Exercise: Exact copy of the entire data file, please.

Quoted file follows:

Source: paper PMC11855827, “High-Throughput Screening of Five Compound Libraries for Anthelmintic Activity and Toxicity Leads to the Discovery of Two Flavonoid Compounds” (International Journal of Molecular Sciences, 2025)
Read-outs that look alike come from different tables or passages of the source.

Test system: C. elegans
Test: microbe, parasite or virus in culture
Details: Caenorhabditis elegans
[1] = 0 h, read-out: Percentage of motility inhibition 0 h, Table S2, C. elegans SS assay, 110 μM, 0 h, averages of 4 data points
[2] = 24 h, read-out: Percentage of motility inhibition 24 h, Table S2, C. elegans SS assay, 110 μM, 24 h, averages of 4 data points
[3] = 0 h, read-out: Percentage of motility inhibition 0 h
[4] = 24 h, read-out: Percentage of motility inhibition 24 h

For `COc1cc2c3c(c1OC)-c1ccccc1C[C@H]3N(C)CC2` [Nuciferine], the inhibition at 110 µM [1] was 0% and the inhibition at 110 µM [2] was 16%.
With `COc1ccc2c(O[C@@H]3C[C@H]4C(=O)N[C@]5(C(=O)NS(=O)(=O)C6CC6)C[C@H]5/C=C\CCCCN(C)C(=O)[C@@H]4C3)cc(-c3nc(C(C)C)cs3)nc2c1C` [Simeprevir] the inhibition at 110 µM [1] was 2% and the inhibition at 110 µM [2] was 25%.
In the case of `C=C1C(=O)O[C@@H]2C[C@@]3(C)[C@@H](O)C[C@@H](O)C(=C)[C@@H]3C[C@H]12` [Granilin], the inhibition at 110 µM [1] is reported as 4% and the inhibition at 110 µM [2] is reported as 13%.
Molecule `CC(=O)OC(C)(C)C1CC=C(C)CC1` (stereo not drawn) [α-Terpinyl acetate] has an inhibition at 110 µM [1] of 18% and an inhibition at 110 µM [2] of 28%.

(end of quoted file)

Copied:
Source: paper PMC11855827, “High-Throughput Screening of Five Compound Libraries for Anthelmintic Activity and Toxicity Leads to the Discovery of Two Flavonoid Compounds” (International Journal of Molecular Sciences, 2025)
Read-outs that look alike come from different tables or passages of the source.

Test system: C. elegans
Test: microbe, parasite or virus in culture
Details: Caenorhabditis elegans
[1] = 0 h, read-out: Percentage of motility inhibition 0 h, Table S2, C. elegans SS assay, 110 μM, 0 h, averages of 4 data points
[2] = 24 h, read-out: Percentage of motility inhibition 24 h, Table S2, C. elegans SS assay, 110 μM, 24 h, averages of 4 data points
[3] = 0 h, read-out: Percentage of motility inhibition 0 h
[4] = 24 h, read-out: Percentage of motility inhibition 24 h

For `COc1cc2c3c(c1OC)-c1ccccc1C[C@H]3N(C)CC2` [Nuciferine], the inhibition at 110 µM [1] was 0% and the inhibition at 110 µM [2] was 16%.
With `COc1ccc2c(O[C@@H]3C[C@H]4C(=O)N[C@]5(C(=O)NS(=O)(=O)C6CC6)C[C@H]5/C=C\CCCCN(C)C(=O)[C@@H]4C3)cc(-c3nc(C(C)C)cs3)nc2c1C` [Simeprevir] the inhibition at 110 µM [1] was 2% and the inhibition at 110 µM [2] was 25%.
In the case of `C=C1C(=O)O[C@@H]2C[C@@]3(C)[C@@H](O)C[C@@H](O)C(=C)[C@@H]3C[C@H]12` [Granilin], the inhibition at 110 µM [1] is reported as 4% and the inhibition at 110 µM [2] is reported as 13%.
Molecule `CC(=O)OC(C)(C)C1CC=C(C)CC1` (stereo not drawn) [α-Terpinyl acetate] has an inhibition at 110 µM [1] of 18% and an inhibition at 110 µM [2] of 28%.